According to good gardening wisdom, one should wait a full year in a new garden before doing anything to it. I am not sure that this advice extends to avoiding weeding, but so far my erratic health and the dreary weather have created a sense of inertia that has meant the poor garden has had to thrive in spite of my neglect thus far. I am glad to report though, that it has mostly managed to do so, and is putting on a rather lovely summer showing just now.
This is a favourite vista from near the chicken yard, by the pond rockery.
The bees are ALL over this lovely little pink shrub. I have no idea what it is (such a gardening novice…guess I will learn eventually) but it is right outside the end window in the lounge – which enhances the view no end.
I don’t think I had ever seen Honesty at this stage of it’s growth, having only ever encountered it in hideous 80’s dried flower arrangements. I rather love the greeny-purple nature of this incarnation.
This is apparently (forgive me if I am wrong) Orange Hawkweed – which is noxious in some places, as it is an amazing alpine self-seeder. It has rather taken over the rockery, but I think I kinda like it – though I do think that perhaps a little more thought to colour scheme could have gone into this garden, it has been a rather haphazard lurching from one shade of the spectrum to another – which does not appeal to the minialmist in me.
There is a certain wildness to the garden – which is not entirely due to my leaving it to it’s own devices. Little yellow poppies have appeared everwhere, not always to the Doctor’s liking, but I have been cheered by their sturdy delicacy. I suppose I should probably nip them in the bud at this stage to limit their spread for next year.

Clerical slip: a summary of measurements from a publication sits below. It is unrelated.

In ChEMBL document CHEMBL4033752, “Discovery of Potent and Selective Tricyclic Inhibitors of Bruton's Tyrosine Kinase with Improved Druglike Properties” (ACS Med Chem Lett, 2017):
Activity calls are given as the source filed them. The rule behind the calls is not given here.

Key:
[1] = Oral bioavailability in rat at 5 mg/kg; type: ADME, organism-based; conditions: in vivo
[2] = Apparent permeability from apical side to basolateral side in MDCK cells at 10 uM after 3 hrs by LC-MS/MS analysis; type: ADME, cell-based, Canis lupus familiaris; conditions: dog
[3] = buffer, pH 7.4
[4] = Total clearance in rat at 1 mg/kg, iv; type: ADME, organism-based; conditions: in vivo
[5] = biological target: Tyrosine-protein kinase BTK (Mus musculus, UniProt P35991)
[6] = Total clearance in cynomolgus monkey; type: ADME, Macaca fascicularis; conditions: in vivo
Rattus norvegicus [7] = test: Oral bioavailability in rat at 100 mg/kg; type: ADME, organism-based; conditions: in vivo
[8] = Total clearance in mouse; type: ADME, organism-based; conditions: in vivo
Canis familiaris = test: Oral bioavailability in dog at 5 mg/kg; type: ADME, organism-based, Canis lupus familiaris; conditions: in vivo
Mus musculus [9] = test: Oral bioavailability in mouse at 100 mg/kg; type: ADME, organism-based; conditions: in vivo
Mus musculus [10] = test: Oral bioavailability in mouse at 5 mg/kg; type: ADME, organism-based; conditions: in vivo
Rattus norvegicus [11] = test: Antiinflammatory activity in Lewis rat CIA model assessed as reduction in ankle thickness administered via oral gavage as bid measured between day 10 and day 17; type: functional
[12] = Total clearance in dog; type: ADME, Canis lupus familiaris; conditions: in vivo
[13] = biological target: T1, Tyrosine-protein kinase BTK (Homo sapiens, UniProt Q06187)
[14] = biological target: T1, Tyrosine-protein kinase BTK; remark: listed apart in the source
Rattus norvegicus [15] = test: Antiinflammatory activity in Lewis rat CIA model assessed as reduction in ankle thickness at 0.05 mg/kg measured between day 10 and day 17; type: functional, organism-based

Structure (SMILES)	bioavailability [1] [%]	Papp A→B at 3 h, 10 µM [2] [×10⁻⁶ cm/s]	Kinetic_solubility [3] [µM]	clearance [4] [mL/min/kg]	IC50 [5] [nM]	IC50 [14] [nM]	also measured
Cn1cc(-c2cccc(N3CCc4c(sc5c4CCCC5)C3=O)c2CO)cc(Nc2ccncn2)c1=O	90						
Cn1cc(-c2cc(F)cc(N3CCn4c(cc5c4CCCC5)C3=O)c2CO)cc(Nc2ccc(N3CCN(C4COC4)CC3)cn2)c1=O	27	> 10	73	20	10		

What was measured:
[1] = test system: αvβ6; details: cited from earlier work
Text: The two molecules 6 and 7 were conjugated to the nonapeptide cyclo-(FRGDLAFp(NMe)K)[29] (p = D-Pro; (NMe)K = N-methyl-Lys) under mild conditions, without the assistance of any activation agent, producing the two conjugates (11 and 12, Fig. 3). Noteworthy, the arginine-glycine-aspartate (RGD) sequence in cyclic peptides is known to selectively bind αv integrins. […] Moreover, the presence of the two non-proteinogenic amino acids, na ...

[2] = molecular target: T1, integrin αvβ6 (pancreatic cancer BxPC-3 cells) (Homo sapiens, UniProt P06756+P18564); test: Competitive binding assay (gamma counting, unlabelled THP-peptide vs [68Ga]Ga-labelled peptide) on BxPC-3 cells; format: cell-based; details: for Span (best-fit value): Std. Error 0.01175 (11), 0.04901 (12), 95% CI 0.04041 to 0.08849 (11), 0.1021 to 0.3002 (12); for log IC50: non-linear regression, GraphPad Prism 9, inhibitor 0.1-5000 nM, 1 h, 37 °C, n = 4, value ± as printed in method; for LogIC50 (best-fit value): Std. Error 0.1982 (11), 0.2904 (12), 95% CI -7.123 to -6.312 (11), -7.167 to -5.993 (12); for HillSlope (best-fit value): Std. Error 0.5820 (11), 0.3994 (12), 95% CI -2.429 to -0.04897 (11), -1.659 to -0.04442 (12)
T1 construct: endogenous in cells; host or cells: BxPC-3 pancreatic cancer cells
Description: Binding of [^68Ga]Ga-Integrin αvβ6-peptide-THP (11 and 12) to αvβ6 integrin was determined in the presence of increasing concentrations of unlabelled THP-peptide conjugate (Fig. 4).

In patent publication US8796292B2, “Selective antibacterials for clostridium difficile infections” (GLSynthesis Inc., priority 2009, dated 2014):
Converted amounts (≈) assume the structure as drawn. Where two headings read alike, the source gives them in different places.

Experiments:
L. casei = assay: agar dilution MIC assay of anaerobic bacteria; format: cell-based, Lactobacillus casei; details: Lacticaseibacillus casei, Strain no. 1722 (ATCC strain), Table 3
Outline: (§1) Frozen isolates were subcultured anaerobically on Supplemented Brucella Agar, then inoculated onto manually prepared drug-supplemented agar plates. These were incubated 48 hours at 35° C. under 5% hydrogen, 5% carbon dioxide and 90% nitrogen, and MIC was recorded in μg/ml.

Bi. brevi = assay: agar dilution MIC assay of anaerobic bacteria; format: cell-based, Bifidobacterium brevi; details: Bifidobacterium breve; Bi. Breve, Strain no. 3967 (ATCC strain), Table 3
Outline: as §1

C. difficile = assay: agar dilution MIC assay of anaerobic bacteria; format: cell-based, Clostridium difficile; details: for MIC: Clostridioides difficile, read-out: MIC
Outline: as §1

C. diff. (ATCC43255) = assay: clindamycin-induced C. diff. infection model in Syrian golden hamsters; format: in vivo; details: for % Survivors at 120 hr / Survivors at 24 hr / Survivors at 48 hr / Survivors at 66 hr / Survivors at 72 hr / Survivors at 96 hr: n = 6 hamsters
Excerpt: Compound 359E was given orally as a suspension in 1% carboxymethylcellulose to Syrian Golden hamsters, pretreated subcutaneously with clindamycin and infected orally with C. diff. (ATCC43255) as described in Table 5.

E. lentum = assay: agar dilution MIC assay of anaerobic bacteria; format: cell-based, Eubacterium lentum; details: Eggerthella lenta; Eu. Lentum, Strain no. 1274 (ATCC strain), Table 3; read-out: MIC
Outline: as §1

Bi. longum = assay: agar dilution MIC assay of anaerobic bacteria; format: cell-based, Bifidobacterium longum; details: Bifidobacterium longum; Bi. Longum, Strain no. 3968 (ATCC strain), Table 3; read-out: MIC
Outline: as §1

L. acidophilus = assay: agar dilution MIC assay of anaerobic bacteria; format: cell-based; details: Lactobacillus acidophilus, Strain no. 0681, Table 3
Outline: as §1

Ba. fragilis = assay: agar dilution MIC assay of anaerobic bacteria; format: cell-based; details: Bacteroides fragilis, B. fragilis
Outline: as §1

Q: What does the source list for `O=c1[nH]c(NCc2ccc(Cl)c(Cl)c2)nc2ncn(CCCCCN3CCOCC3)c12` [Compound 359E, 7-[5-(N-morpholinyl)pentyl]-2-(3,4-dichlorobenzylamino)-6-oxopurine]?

Another alpine that is doing remarkably well is the Alpine Strawberry which I discovered quite by accident this past weekend. Kaz was very keen to munch them all up, they made a tiny little treat for his afternoon tea.
Whilst we made a bit of a slow start in planting our vege garden this year (and thus may have missed out with some things), there is some evidence of growth – especially with the Elephant Garlic we planted at the outset of our gardening endeavours.
We discovered last year that many things we might have grown well in other places we have lived, will not survive the cool damp climate of Fife. But the ever-reliable poatato does extremely well here. We tried no-dig potatoes this year and they did not eventuate, but we love the lusciousness of our potato grow bags by the shed and are looking forward to harvesting them next month.